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Notting Hill Carnival spycams: Met Police rolls out real-time live face-spotting tech
Cops are using machines to spy on us – again
London’s Metropolitan Police will trial an automated facial recognition system to identify people at this weekend's Notting Hill Carnival as the government continues to drag its feet on the use of the technology.
This is is only the second time that British cops have openly trialled live automated facial recognition (AFR) systems in the UK.
Last year, Leicestershire Police also trialled AFR at Download Festival – though this was found to not have been part of the policing plan for the event and police didn't bother assessing how effective it was after the event.
According to the Met, the AFR system at the Notting Hill Carnival “involves the use of overt cameras which scan the faces of those passing by and flag up potential matches against a database of custody images. The database has been populated with images of individuals who are forbidden from attending Carnival, as well as individuals wanted by police who it is believed may attend Carnival to commit offences.”
Speaking to The Register, the government's Surveillance Camera Commissioner, Tony Porter, said that "the Surveillance Camera Code of Practice requires relevant authorities such as Local Authorities and Police Forces to ensure they use surveillance cameras effectively, efficiently and proportionately."
"This is so communities can be sure that they are being protected by this technology rather than spied on. I would expect any organisation that is using tools like automatic facial recognition to do so transparently so members of the public know it is being used and what its use is for," explained Porter.
Even if the use of AFR complies with the code, the Met’s collection of custody images has been a greater source of controversy. In his annual report earlier this year, the Biometrics Commissioner warned that the Home Office was cruising for a lawsuit in this area, particularly after a High Court ruling in 2012, R (RMC and FJ) v MPS, in which Lord Justice Richards found:
[T]he just and appropriate order is to declare that the [Metropolitan Police's] existing policy concerning the retention of custody photographs … is unlawful. It should be clear in the circumstances that a 'reasonable further period' for revising the policy is to be measured in months, not years.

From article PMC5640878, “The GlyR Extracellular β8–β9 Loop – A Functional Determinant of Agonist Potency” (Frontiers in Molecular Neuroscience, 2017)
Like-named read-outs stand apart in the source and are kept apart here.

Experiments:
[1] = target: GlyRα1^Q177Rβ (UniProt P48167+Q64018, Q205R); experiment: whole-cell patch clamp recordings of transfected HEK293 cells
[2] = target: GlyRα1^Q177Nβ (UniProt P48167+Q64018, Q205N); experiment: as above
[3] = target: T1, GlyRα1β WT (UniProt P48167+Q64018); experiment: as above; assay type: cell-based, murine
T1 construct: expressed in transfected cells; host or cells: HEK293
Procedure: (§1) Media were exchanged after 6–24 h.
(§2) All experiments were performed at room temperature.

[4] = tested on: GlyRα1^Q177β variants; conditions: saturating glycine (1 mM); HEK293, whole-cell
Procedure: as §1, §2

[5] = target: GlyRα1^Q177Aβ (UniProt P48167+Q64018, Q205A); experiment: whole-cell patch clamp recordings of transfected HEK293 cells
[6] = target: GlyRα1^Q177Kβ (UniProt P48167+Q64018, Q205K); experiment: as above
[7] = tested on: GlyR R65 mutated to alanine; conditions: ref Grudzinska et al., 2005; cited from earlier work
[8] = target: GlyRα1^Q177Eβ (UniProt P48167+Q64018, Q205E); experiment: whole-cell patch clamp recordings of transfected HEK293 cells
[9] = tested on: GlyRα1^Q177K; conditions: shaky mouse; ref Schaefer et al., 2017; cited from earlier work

According to a Freedom of Information request made by pressure group Liberty last year, however, in the three years since the ruling the Met confessed it had only deleted 560 persons’ images because “the current I.T. system which holds MPS custody images was not designed or built to accommodate a complex retention policy.”
In response to a Parliamentary question reported in the Birmingham Mail, Baroness Williams of Trafford reported that by 15 July this year, there were “over 19 million custody images, which may include images other than of faces, uploaded by forces onto the PND (Police National Database).”
“Of these, 16,644,143 had been enrolled in the facial image recognition gallery and are searchable using automated facial recognition software,” Williams revealed – a figure representing roughly a quarter of the UK’s entire population.
This area is expected to receive enhanced attention when the Home Office publishes its long-awaited Biometrics Review, as well as its Custody Images Review. Though both of these have been completed, the Home Office has not published them, which The Register’s sources have claimed is a result of redrafting the “rubbish” reports.
The upping in the use of AFR in London follows another story last year in which The Register revealed the Met had begun buying up to 30,000 body cameras as part of its ambition to become “the most transparent police force in the world”.
In response to a request made under the Freedom of Information Act by campaigner Pippa King, the MPS claimed that its mugshot-matching facial recognition system could not be used with live footage, saying that the facial images would have to be transferred to the police’s facial recognition system after the event.
“If a match is made by the system” being used at Notting Hill Carnival, however, the Met’s officers “will be alerted and will seek to speak with the individual to verify their identity, making an arrest if necessary.” This strongly suggests that the system actually is capable of being used with live images.
The Met has promised to supply The Register with a comment. ®